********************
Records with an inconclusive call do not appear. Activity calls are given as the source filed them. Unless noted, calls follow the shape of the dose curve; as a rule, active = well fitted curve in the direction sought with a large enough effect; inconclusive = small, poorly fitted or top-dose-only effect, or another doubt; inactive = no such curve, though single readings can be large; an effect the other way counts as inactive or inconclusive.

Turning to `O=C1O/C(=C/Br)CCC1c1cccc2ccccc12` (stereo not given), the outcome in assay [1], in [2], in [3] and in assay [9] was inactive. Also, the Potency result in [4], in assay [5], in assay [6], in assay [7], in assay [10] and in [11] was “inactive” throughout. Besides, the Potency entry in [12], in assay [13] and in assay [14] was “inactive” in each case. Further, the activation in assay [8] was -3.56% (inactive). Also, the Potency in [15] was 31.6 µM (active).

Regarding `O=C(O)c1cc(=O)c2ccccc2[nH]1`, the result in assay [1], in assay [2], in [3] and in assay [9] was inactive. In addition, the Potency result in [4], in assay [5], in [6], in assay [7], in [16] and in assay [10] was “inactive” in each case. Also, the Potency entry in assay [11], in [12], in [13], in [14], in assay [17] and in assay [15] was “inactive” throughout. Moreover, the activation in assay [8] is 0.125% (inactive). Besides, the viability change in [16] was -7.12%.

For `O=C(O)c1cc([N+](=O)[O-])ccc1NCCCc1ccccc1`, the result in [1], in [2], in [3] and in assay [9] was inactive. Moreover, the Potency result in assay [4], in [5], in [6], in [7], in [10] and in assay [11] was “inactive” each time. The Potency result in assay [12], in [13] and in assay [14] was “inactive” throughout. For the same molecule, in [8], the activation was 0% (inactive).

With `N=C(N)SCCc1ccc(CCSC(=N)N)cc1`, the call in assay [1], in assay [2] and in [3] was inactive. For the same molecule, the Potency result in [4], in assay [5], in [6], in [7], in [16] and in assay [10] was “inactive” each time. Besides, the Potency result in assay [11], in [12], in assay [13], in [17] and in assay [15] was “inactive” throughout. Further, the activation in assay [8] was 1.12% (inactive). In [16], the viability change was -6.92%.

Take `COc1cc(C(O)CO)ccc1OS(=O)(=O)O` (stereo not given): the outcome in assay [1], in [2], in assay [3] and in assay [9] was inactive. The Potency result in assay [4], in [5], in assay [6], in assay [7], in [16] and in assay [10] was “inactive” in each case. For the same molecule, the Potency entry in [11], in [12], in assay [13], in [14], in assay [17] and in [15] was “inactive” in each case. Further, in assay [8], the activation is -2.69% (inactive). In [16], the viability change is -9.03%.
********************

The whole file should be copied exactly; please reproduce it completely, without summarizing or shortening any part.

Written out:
Records with an inconclusive call do not appear. Activity calls are given as the source filed them. Unless noted, calls follow the shape of the dose curve; as a rule, active = well fitted curve in the direction sought with a large enough effect; inconclusive = small, poorly fitted or top-dose-only effect, or another doubt; inactive = no such curve, though single readings can be large; an effect the other way counts as inactive or inconclusive.

Turning to `O=C1O/C(=C/Br)CCC1c1cccc2ccccc12` (stereo not given), the outcome in assay [1], in [2], in [3] and in assay [9] was inactive. Also, the Potency result in [4], in assay [5], in assay [6], in assay [7], in assay [10] and in [11] was “inactive” throughout. Besides, the Potency entry in [12], in assay [13] and in assay [14] was “inactive” in each case. Further, the activation in assay [8] was -3.56% (inactive). Also, the Potency in [15] was 31.6 µM (active).

Regarding `O=C(O)c1cc(=O)c2ccccc2[nH]1`, the result in assay [1], in assay [2], in [3] and in assay [9] was inactive. In addition, the Potency result in [4], in assay [5], in [6], in assay [7], in [16] and in assay [10] was “inactive” in each case. Also, the Potency entry in assay [11], in [12], in [13], in [14], in assay [17] and in assay [15] was “inactive” throughout. Moreover, the activation in assay [8] is 0.125% (inactive). Besides, the viability change in [16] was -7.12%.

For `O=C(O)c1cc([N+](=O)[O-])ccc1NCCCc1ccccc1`, the result in [1], in [2], in [3] and in assay [9] was inactive. Moreover, the Potency result in assay [4], in [5], in [6], in [7], in [10] and in assay [11] was “inactive” each time. The Potency result in assay [12], in [13] and in assay [14] was “inactive” throughout. For the same molecule, in [8], the activation was 0% (inactive).

With `N=C(N)SCCc1ccc(CCSC(=N)N)cc1`, the call in assay [1], in assay [2] and in [3] was inactive. For the same molecule, the Potency result in [4], in assay [5], in [6], in [7], in [16] and in assay [10] was “inactive” each time. Besides, the Potency result in assay [11], in [12], in assay [13], in [17] and in assay [15] was “inactive” throughout. Further, the activation in assay [8] was 1.12% (inactive). In [16], the viability change was -6.92%.

Take `COc1cc(C(O)CO)ccc1OS(=O)(=O)O` (stereo not given): the outcome in assay [1], in [2], in assay [3] and in assay [9] was inactive. The Potency result in assay [4], in [5], in assay [6], in assay [7], in [16] and in assay [10] was “inactive” in each case. For the same molecule, the Potency entry in [11], in [12], in assay [13], in [14], in assay [17] and in [15] was “inactive” in each case. Further, in assay [8], the activation is -2.69% (inactive). In [16], the viability change is -9.03%.